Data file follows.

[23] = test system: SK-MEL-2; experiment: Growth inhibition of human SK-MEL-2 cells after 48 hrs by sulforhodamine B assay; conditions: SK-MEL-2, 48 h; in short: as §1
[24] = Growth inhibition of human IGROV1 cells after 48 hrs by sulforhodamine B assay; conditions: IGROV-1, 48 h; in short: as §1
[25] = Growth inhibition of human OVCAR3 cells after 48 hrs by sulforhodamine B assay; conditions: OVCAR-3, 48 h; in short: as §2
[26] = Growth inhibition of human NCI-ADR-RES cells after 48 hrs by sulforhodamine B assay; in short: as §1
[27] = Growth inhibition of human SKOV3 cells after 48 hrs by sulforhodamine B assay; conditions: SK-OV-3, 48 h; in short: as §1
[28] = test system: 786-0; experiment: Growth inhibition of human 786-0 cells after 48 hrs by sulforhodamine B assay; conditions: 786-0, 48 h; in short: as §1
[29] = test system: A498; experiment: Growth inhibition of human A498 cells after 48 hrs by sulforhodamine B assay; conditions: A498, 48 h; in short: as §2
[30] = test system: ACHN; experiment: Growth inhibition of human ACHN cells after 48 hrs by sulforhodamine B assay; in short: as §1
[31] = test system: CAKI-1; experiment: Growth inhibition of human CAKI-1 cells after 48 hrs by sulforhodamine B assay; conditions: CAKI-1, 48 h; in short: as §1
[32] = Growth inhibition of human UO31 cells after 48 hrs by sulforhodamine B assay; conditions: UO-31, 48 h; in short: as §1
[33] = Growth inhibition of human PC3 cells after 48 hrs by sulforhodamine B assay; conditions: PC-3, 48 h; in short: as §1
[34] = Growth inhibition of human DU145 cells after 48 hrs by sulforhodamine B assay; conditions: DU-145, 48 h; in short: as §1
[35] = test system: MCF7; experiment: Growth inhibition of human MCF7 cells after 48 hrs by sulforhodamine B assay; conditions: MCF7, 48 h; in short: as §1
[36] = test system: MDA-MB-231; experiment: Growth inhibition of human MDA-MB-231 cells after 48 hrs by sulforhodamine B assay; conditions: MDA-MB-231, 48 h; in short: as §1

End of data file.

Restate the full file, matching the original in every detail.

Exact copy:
[23] = test system: SK-MEL-2; experiment: Growth inhibition of human SK-MEL-2 cells after 48 hrs by sulforhodamine B assay; conditions: SK-MEL-2, 48 h; in short: as §1
[24] = Growth inhibition of human IGROV1 cells after 48 hrs by sulforhodamine B assay; conditions: IGROV-1, 48 h; in short: as §1
[25] = Growth inhibition of human OVCAR3 cells after 48 hrs by sulforhodamine B assay; conditions: OVCAR-3, 48 h; in short: as §2
[26] = Growth inhibition of human NCI-ADR-RES cells after 48 hrs by sulforhodamine B assay; in short: as §1
[27] = Growth inhibition of human SKOV3 cells after 48 hrs by sulforhodamine B assay; conditions: SK-OV-3, 48 h; in short: as §1
[28] = test system: 786-0; experiment: Growth inhibition of human 786-0 cells after 48 hrs by sulforhodamine B assay; conditions: 786-0, 48 h; in short: as §1
[29] = test system: A498; experiment: Growth inhibition of human A498 cells after 48 hrs by sulforhodamine B assay; conditions: A498, 48 h; in short: as §2
[30] = test system: ACHN; experiment: Growth inhibition of human ACHN cells after 48 hrs by sulforhodamine B assay; in short: as §1
[31] = test system: CAKI-1; experiment: Growth inhibition of human CAKI-1 cells after 48 hrs by sulforhodamine B assay; conditions: CAKI-1, 48 h; in short: as §1
[32] = Growth inhibition of human UO31 cells after 48 hrs by sulforhodamine B assay; conditions: UO-31, 48 h; in short: as §1
[33] = Growth inhibition of human PC3 cells after 48 hrs by sulforhodamine B assay; conditions: PC-3, 48 h; in short: as §1
[34] = Growth inhibition of human DU145 cells after 48 hrs by sulforhodamine B assay; conditions: DU-145, 48 h; in short: as §1
[35] = test system: MCF7; experiment: Growth inhibition of human MCF7 cells after 48 hrs by sulforhodamine B assay; conditions: MCF7, 48 h; in short: as §1
[36] = test system: MDA-MB-231; experiment: Growth inhibition of human MDA-MB-231 cells after 48 hrs by sulforhodamine B assay; conditions: MDA-MB-231, 48 h; in short: as §1